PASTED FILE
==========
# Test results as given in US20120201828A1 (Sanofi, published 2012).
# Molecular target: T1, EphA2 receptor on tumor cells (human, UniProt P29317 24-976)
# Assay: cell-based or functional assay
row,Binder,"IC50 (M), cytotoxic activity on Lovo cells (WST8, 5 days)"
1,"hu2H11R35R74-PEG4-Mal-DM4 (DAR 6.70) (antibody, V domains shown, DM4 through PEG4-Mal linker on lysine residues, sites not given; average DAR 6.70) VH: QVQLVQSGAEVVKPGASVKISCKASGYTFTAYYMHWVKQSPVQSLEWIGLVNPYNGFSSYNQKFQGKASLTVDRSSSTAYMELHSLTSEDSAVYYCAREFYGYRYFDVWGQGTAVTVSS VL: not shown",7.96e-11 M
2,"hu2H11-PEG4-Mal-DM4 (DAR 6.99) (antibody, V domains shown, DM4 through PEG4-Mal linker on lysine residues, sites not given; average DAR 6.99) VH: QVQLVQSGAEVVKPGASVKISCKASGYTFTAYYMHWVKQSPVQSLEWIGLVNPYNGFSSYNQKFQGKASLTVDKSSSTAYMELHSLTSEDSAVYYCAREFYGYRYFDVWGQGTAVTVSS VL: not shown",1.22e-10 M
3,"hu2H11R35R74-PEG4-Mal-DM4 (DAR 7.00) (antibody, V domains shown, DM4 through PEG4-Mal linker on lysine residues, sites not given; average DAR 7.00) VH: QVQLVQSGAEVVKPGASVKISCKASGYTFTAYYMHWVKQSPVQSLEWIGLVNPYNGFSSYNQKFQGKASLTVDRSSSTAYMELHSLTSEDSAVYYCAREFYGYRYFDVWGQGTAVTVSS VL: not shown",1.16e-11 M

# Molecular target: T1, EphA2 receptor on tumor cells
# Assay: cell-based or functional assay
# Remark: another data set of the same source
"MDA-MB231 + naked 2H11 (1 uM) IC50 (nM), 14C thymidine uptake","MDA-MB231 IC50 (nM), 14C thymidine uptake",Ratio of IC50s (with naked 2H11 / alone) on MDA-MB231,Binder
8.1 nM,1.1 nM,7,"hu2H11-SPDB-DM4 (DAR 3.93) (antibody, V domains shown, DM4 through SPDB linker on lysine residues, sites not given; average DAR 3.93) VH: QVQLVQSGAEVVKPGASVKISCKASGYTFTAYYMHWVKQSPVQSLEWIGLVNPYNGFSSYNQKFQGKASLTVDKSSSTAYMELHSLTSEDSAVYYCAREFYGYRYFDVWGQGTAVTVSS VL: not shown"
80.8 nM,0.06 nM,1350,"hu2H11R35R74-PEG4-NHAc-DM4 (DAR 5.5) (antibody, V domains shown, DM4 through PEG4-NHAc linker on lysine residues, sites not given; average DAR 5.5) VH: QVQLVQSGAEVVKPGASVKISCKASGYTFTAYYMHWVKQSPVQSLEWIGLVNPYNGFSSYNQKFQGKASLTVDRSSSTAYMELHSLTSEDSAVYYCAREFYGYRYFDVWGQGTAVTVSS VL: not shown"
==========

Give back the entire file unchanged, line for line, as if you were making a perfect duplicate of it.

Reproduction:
# Test results as given in US20120201828A1 (Sanofi, published 2012).
# Molecular target: T1, EphA2 receptor on tumor cells (human, UniProt P29317 24-976)
# Assay: cell-based or functional assay
row,Binder,"IC50 (M), cytotoxic activity on Lovo cells (WST8, 5 days)"
1,"hu2H11R35R74-PEG4-Mal-DM4 (DAR 6.70) (antibody, V domains shown, DM4 through PEG4-Mal linker on lysine residues, sites not given; average DAR 6.70) VH: QVQLVQSGAEVVKPGASVKISCKASGYTFTAYYMHWVKQSPVQSLEWIGLVNPYNGFSSYNQKFQGKASLTVDRSSSTAYMELHSLTSEDSAVYYCAREFYGYRYFDVWGQGTAVTVSS VL: not shown",7.96e-11 M
2,"hu2H11-PEG4-Mal-DM4 (DAR 6.99) (antibody, V domains shown, DM4 through PEG4-Mal linker on lysine residues, sites not given; average DAR 6.99) VH: QVQLVQSGAEVVKPGASVKISCKASGYTFTAYYMHWVKQSPVQSLEWIGLVNPYNGFSSYNQKFQGKASLTVDKSSSTAYMELHSLTSEDSAVYYCAREFYGYRYFDVWGQGTAVTVSS VL: not shown",1.22e-10 M
3,"hu2H11R35R74-PEG4-Mal-DM4 (DAR 7.00) (antibody, V domains shown, DM4 through PEG4-Mal linker on lysine residues, sites not given; average DAR 7.00) VH: QVQLVQSGAEVVKPGASVKISCKASGYTFTAYYMHWVKQSPVQSLEWIGLVNPYNGFSSYNQKFQGKASLTVDRSSSTAYMELHSLTSEDSAVYYCAREFYGYRYFDVWGQGTAVTVSS VL: not shown",1.16e-11 M

# Molecular target: T1, EphA2 receptor on tumor cells
# Assay: cell-based or functional assay
# Remark: another data set of the same source
"MDA-MB231 + naked 2H11 (1 uM) IC50 (nM), 14C thymidine uptake","MDA-MB231 IC50 (nM), 14C thymidine uptake",Ratio of IC50s (with naked 2H11 / alone) on MDA-MB231,Binder
8.1 nM,1.1 nM,7,"hu2H11-SPDB-DM4 (DAR 3.93) (antibody, V domains shown, DM4 through SPDB linker on lysine residues, sites not given; average DAR 3.93) VH: QVQLVQSGAEVVKPGASVKISCKASGYTFTAYYMHWVKQSPVQSLEWIGLVNPYNGFSSYNQKFQGKASLTVDKSSSTAYMELHSLTSEDSAVYYCAREFYGYRYFDVWGQGTAVTVSS VL: not shown"
80.8 nM,0.06 nM,1350,"hu2H11R35R74-PEG4-NHAc-DM4 (DAR 5.5) (antibody, V domains shown, DM4 through PEG4-NHAc linker on lysine residues, sites not given; average DAR 5.5) VH: QVQLVQSGAEVVKPGASVKISCKASGYTFTAYYMHWVKQSPVQSLEWIGLVNPYNGFSSYNQKFQGKASLTVDRSSSTAYMELHSLTSEDSAVYYCAREFYGYRYFDVWGQGTAVTVSS VL: not shown"